Still, for contractors who like to kick wheels and touch the paint before buying, there is still nothing like being in the presence of equipment, including a rig, prior to purchasing it.
The other opportunity that getting to know a distributor affords is this one: it may be possible to negotiate for a bigger trailer rig on a trade-in basis as the contractor grows. While a pre-configured rig will likely make the optimal use of space, and that’s a good thing in terms of not pulling more weight than necessary, it does pose a limitation when a contractor wants to add something.
As both Nezat and Scott note, there is never really an endpoint when a contractor has the perfect rig. Making changes to a rig is as important as making changes to a business. A rig and a business both undergo modification, refinement, and growth. It keeps them at their best.
A Personal Account
Setting Up A Rig
Greetings from C. L. Scott, manager of Houston Washpros Power Washing! Two and a half years ago, I started out with a 5-ft x 8-ft single-axle utility trailer. One year later, we up-graded to a 76-in x 16-ft tandem-axle trailer. Both trailers were custom configured. Initially it was because we didn’t have enough information, money, or equipment to purchase a pre-configured rig. As we grow, we realize a custom configuration is the best decision for us and provides these benefits:
It allows us to grow with our business. We started out with a box store piece of equipment, a 2.3-gpm, 2600-psi cart pressure washer and a garden hose reel we actually took out of a trash pile. Now we have three 4-gpm skid units with hot water up to 250 degrees. We also have a 14-cfm, 20-gallon air compressor; an air-operated diaphragm pump; two 12v, 5.5 gpm sprayer pumps; two 225-gallon poly tanks; one 65-gallon poly tank; one 35-gallon poly tank; a Dayton electric reclaim unit; 5 full-frame hose reels; and more.
We pay cash for all of our equipment. Like most start-up businesses who prefer to grow organically without going into immediate debt and taking on payments, a custom-configured trailer allows us to grow with our business.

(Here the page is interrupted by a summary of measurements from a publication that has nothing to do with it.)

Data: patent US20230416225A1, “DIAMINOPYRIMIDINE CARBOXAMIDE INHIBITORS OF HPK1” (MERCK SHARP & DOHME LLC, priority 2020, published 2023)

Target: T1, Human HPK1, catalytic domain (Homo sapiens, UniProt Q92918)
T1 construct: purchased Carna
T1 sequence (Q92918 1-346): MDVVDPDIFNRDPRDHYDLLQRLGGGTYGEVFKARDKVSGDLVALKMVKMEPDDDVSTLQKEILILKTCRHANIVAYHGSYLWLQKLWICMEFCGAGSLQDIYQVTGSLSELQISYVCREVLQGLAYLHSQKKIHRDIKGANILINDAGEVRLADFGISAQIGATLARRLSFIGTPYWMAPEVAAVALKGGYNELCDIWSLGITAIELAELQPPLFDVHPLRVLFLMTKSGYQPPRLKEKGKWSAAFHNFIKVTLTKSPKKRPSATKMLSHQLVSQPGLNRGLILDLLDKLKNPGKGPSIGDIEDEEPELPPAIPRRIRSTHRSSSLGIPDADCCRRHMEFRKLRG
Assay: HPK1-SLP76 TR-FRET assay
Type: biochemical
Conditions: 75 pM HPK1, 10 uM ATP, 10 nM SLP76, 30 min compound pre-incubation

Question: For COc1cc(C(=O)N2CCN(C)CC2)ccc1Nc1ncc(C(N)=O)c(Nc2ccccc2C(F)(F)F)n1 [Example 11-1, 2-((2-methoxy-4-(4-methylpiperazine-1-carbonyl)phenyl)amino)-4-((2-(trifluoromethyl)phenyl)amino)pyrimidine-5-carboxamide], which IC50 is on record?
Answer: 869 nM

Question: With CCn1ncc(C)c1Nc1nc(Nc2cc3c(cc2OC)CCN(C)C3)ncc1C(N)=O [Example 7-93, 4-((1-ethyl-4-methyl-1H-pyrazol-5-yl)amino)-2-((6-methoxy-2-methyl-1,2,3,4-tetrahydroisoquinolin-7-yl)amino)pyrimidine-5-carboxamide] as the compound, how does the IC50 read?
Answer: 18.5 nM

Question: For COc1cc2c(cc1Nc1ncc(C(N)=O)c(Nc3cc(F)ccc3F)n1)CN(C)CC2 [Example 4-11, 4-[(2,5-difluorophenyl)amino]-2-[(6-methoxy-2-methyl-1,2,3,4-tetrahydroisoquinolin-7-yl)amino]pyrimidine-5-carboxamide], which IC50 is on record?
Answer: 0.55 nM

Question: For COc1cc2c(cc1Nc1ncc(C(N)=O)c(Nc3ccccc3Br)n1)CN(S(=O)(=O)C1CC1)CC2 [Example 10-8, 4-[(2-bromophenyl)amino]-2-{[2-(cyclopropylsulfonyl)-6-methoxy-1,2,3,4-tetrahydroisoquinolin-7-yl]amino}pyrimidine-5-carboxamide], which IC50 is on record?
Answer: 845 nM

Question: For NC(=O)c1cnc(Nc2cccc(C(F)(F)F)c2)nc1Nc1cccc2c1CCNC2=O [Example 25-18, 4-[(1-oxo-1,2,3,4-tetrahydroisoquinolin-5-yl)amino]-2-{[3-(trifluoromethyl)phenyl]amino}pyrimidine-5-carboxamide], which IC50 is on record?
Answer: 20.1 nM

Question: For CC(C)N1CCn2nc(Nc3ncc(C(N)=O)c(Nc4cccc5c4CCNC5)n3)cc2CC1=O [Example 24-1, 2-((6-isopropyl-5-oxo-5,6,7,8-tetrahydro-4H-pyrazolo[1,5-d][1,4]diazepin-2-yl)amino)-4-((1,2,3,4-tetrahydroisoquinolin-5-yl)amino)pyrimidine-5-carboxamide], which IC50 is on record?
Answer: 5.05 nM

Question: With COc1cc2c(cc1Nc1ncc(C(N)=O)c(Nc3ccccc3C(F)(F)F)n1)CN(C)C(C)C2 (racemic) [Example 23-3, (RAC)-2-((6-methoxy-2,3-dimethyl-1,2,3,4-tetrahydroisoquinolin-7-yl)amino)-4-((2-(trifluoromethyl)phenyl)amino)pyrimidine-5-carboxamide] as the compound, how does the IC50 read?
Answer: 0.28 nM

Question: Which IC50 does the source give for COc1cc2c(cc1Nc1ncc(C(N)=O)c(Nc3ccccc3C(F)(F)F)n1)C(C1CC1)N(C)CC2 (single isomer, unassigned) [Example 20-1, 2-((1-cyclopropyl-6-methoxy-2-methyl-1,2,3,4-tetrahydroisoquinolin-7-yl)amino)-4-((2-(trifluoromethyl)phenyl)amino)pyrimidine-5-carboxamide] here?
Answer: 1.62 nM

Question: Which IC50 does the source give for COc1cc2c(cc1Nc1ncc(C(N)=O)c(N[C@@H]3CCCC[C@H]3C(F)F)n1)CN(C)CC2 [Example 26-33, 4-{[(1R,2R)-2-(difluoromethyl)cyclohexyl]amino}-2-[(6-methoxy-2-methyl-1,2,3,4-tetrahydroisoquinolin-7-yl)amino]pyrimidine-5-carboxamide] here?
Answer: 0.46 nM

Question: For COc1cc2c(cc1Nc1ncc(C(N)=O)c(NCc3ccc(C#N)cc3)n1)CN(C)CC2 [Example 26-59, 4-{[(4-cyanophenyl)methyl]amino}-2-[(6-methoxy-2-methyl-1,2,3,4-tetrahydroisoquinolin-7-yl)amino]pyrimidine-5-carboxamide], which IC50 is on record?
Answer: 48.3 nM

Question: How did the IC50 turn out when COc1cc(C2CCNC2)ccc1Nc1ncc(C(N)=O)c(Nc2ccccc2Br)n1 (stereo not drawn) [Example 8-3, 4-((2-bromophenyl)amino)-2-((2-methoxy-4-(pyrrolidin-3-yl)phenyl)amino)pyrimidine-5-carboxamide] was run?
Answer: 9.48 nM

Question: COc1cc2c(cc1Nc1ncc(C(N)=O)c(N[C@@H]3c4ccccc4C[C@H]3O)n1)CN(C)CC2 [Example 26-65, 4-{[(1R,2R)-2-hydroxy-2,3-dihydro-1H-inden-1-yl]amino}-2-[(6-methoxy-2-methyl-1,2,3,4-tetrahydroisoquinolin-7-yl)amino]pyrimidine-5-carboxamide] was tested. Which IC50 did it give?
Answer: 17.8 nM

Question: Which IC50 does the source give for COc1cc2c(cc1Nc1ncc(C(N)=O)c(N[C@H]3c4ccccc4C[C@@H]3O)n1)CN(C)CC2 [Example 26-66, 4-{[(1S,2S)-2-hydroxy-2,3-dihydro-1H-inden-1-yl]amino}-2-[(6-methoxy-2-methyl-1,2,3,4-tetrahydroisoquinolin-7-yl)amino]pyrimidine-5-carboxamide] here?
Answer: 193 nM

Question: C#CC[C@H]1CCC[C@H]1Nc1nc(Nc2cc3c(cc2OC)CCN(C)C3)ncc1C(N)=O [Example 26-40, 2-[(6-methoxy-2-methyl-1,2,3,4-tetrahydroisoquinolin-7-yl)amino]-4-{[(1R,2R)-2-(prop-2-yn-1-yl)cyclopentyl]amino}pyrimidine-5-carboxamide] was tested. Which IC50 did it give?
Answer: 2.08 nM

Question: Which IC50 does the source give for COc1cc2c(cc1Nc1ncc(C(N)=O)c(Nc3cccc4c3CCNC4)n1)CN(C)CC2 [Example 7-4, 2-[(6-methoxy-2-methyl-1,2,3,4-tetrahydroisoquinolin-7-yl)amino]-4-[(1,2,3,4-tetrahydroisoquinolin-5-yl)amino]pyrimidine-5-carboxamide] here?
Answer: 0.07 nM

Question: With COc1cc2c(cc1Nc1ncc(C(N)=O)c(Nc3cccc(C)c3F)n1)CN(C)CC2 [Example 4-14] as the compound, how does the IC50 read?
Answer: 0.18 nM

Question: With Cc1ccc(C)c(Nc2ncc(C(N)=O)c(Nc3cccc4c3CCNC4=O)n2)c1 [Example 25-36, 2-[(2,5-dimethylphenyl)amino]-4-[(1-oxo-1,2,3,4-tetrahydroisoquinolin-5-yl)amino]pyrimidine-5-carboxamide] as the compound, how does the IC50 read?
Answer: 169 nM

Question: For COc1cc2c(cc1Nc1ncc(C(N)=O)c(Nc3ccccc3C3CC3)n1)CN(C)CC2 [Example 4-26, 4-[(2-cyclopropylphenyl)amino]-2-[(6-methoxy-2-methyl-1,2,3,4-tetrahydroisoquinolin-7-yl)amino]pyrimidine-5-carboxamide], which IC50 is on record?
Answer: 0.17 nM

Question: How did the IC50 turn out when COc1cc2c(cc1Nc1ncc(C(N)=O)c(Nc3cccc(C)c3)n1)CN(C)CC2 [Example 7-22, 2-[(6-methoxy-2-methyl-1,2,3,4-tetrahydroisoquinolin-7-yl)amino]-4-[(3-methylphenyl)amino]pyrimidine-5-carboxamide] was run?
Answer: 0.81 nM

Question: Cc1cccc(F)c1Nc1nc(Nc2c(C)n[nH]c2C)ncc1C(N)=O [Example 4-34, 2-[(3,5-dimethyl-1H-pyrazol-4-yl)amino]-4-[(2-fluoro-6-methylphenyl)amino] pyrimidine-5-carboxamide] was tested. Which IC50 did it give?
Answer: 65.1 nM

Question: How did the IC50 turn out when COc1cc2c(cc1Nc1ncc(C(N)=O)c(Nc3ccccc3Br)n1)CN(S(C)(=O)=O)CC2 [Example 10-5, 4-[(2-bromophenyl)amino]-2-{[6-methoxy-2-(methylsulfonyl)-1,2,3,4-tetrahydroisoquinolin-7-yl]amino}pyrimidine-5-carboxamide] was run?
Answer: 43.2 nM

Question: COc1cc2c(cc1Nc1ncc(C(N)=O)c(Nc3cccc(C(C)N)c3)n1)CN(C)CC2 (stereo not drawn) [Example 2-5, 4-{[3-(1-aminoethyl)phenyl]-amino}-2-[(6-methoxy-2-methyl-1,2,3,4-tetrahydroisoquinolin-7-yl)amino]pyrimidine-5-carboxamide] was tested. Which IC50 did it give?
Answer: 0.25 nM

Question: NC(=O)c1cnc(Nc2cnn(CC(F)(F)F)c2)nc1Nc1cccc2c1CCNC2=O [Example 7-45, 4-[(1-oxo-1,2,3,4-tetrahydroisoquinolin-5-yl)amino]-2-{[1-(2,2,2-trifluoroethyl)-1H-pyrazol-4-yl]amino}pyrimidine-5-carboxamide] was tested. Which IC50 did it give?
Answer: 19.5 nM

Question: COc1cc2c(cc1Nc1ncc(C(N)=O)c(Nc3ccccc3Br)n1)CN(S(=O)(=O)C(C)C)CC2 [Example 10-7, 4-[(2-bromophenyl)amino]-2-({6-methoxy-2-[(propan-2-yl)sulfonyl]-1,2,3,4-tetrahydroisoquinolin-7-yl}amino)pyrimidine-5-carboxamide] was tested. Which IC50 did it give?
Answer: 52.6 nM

We were able to expand our list of services. By adding more equipment, our company expanded pressure washing services to include soft washing, roof cleaning, and more. By getting additional training and certifications, our business has grown more than 300 percent. This would not be possible had we purchased a pre-configured trailer, which, in most cases (if not all), are maxed out of space and unable to hold additional equipment.
Creating our custom-configured pressure washing trailer, we are able to provide exterior cleaning services for not only Houston but also San Antonio, Austin, and Dallas. It was no easy feat. The best resources for us were YouTube videos, online forums, magazines like Cleaner Times, and additional contractor networking. It takes longer and more time, but pays off in the long run. I continue to learn more and more about the exterior cleaning industry, which I love and am glad to be a part of, so that we can provide the best experience possible for all of our clients.
C.L. Scott is the owner/operator of Houston Washpros Power Washing in Houston, Texas.